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How accurate are drone data? We compared it with a licensed surveyor’s data!

written by Dong Won Lee

Our DJI M300 RTK drone with a LiDAR sensor attached

This is a common question we get from our clients, and it’s a very good question for any client to ask before starting any work with a drone service provider, so expectations on deliverables are crystal clear. It’s important for the client to know how accurate the data will be. It’s also important for the service provider to know how accurate the data needs to be and what type of accuracy to achieve (absolute or relative).

When we were first starting out as a company offering drone mapping services, this was a tough question to answer. We were only able to reference other stateside companies’ work and the accuracies they’ve achieved with their equipment and workflows; so it was a tough sell. “Just because they've achieved this result, how can you be sure you can do the same?” would be a common worry… and understandably so!

Luckily for us, we had engineering companies who were early adopters and believers of drone technology, and our company went on to do many, many successful projects with various sensors for various clients in just a span of 18 months. Now, we are able to show you the accuracies we can achieve with drone data from our own equipment, our own “tested & tried” workflows and our own datasets.

Setting up our base station to collect raw GPS data

In this blog, we will show you the accuracies we’ve achieved in a photogrammetric model we processed; I think you’ll be blown away at the results. Before starting a huge project with an engineering firm, they wanted us to prove to them that our drone data can be accurate to a tenth of a foot (3cm) and we were up to the challenge! ----

Test Parameters

Method: Map (via photogrammetry) 1 mile of road and generate an accurate, colorized 3D point cloud

Goal: Achieve tenth of a foot accuracy (3 cm) against set features

Feature of interest: elevation (Z) data on manholes

Accuracy type: absolute accuracy

Reference system: Guam Geodetic Network ----

To briefly explain the difference between relative accuracy and absolute accuracy:

Relative accuracy is measuring a feature in relation to another feature. So for example, if you take a 20-foot container, it doesn’t matter whether that container is in Guam or in Saipan. We will still come out to a measurement of 20 feet. Or even the distance between two buildings. These are both relative measurements.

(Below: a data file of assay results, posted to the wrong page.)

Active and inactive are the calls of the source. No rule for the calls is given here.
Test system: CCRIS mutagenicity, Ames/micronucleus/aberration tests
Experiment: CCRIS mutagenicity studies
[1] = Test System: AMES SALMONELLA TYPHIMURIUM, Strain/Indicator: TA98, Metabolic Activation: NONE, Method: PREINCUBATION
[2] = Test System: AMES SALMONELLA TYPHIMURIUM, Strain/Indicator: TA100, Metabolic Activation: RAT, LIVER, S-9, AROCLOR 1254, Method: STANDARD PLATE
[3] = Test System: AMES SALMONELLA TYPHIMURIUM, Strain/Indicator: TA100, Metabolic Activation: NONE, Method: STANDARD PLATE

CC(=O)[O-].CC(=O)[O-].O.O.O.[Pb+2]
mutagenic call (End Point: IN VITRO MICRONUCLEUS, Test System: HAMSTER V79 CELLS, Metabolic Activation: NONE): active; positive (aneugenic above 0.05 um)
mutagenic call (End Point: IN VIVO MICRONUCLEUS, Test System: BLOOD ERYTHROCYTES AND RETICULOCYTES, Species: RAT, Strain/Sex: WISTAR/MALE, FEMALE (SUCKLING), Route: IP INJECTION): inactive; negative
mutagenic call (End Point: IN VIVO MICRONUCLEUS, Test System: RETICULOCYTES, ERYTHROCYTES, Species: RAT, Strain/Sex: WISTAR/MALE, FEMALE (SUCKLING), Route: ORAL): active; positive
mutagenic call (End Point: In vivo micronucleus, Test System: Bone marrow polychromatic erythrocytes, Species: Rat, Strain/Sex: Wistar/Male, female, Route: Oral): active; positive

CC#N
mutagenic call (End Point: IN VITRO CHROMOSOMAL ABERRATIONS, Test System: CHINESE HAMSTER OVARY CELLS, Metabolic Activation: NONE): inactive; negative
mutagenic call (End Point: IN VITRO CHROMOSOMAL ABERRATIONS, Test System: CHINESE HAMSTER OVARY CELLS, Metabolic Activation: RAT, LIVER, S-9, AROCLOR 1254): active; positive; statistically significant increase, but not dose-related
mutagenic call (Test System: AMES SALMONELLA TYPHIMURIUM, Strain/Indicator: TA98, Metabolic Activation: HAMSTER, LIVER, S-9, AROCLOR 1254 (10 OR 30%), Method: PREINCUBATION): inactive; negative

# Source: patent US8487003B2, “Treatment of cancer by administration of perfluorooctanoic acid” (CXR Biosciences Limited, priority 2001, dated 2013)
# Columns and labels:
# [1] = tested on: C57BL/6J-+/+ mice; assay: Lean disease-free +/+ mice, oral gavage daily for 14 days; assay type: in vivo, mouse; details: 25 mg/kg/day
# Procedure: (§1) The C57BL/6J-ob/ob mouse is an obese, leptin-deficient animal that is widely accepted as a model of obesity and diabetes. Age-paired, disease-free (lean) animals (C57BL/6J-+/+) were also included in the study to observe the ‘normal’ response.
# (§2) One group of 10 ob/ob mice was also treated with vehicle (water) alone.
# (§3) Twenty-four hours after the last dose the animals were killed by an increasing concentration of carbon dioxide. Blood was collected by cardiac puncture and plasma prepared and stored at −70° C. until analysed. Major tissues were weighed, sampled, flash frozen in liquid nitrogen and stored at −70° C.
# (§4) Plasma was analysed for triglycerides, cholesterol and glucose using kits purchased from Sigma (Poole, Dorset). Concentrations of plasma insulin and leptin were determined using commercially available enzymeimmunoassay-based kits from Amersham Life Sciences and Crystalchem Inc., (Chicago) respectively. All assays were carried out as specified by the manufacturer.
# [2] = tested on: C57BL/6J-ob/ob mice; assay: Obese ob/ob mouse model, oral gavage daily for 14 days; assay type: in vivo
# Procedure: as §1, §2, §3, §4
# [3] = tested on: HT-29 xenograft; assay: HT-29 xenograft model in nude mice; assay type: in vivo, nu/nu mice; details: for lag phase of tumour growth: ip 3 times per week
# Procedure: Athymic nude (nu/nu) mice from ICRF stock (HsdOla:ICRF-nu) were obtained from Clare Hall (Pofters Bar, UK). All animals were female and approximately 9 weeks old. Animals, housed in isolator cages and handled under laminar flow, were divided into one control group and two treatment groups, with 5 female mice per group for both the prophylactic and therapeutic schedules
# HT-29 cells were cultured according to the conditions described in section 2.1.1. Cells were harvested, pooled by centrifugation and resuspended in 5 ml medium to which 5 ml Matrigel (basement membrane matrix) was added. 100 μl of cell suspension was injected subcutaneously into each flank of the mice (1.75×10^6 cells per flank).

Absolute accuracy on the other hand is measuring the difference between a feature to a known point on earth; against some kind of reference frame. In Guam, the standard reference frame for surveying and engineering is called the Guam Geodetic Network.

One cool thing to point out is that models that are absolutely accurate are also relatively accurate. But models that are relatively accurate aren’t absolutely accurate.

Back to the accuracy test.

3D colorized point cloud | 1-mi road

The method for testing was simple. Map a 1-mi stretch of road. The surveyors would take a total of 9 ground control shots. They would give us 4 of those shots to use as our ground control points so we can georeference our drone data to those 4 points so we can achieve absolute accuracy. The remaining 5 ground shots were the manholes (feature of interest) and would serve as the checkpoints to measure the deviation between drone data and the surveyor's ground data. With this deviation, we can calculate the accuracy of our work. The goal was to have a deviation (error) of 3cm or better and we were very confident we can achieve this level of accuracy.

The results

After completing the processing of our photogrammetric model, we quickly looked to see how accurate our point cloud data was against the surveyor's 5 ground shots. Here are the results, point by point.

Point ID



Deviation (m)

Deviation (cm)

Check #1





Check #2





Check #3





Check #4





Check #5





Point by point view from the drone point cloud data:


The results speak for itself. We can clearly see that the accuracies, when compared with the actual ground shots from a licensed surveyor, averages 1.56cm. It ranges as great as 0.7cm to 3cm. This just blows my mind how we can achieve centimeter-grade accuracy using drones today!

For any surveyors who may have doubts if this is even real, I challenge you to go out to this site and see the elevations for yourself. The coordinates are in the above photos! It was converted into WGS84 UTM Zone 55N so feel free to compare and see firsthand.


For any surveyors or engineering firms who would like to work with us, please contact us at |

For any aspiring drone pilots who wishes to start a new and exciting career, we have a full online course to teach you everything you need to know to pass the Part 107 knowledge test:

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Dong Won Lee

Drone Ops | Co-founder

(671) 988-1532


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